The Lutheran Church Responds to Conflict: The Civil War and Its Issues in Nineteenth Century America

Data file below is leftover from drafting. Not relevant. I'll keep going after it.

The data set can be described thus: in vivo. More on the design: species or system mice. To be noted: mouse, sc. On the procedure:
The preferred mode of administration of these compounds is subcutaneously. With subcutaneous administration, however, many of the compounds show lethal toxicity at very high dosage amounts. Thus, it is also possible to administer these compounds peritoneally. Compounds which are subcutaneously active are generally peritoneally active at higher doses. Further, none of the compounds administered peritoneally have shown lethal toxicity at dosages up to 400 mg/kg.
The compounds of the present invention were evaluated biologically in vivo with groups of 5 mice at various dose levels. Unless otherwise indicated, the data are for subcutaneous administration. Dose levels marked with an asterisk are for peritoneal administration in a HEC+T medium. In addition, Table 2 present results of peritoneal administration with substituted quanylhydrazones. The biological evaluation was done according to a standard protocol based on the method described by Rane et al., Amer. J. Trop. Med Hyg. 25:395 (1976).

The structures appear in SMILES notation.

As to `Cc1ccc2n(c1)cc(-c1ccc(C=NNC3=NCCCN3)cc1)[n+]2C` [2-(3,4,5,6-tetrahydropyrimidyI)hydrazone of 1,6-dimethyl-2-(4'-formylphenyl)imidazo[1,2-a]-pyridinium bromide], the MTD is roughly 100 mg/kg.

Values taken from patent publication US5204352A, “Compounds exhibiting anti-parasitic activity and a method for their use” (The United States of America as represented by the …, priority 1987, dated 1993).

The American Civil War had profound effect on those who experienced it. Over 600,000 succumbed to disease and warfare as a young nation struggled to define itself amid the day’s most pressing questions. Should slavery have a place in a nation where “all men are created equal?” Should the central government in Washington, D.C. be able to impose measures on an individual state’s government? These questions and others produced reactions in social, political, and economical spheres of American life that resulted in outright civil conflict by 1861. Sometimes overlooked, however, is what resulted in America’s religious institutions. Some called for slavery’s abolition, while others favored the practice. Some condemned secession, while others welcomed it. Some remained united, while others were torn asunder. The purpose of this paper is to examine such reactions, specifically as they regard the Lutheran church and its leaders. Three Lutheran synods will be taken into consideration: the General Synod, the Missouri Synod, and the Wisconsin Synod. An examination of these synods before and during the Civil War reveals this conclusion: Geographic location and doctrinal unity determined the effects of the Civil War and its issues upon the Lutheran synods of America.